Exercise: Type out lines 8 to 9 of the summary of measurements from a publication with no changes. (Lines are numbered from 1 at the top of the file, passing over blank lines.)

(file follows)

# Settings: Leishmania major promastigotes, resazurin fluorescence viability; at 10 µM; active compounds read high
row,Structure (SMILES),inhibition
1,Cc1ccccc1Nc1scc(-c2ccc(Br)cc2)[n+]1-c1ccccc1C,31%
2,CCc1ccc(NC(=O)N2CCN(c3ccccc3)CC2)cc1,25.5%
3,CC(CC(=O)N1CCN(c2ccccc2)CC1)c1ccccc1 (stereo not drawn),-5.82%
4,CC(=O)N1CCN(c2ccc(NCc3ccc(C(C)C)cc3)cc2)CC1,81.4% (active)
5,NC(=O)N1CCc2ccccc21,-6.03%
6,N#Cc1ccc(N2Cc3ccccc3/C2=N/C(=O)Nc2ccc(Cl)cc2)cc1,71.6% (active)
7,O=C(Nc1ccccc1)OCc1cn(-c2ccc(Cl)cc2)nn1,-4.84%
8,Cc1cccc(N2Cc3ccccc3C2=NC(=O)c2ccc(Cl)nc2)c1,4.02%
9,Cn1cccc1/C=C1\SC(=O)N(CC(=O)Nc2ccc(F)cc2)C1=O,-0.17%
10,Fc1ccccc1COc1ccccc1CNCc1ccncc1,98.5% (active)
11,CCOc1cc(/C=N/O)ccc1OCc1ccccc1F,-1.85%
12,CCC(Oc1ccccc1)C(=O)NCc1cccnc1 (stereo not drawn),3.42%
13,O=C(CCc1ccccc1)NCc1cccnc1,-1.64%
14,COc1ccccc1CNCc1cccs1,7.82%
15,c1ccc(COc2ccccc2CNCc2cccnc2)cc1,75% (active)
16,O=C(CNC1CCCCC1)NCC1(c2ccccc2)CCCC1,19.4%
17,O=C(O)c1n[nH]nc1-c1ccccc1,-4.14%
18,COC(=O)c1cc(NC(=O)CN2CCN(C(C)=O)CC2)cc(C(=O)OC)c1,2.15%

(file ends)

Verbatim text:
6,N#Cc1ccc(N2Cc3ccccc3/C2=N/C(=O)Nc2ccc(Cl)cc2)cc1,71.6% (active)
7,O=C(Nc1ccccc1)OCc1cn(-c2ccc(Cl)cc2)nn1,-4.84%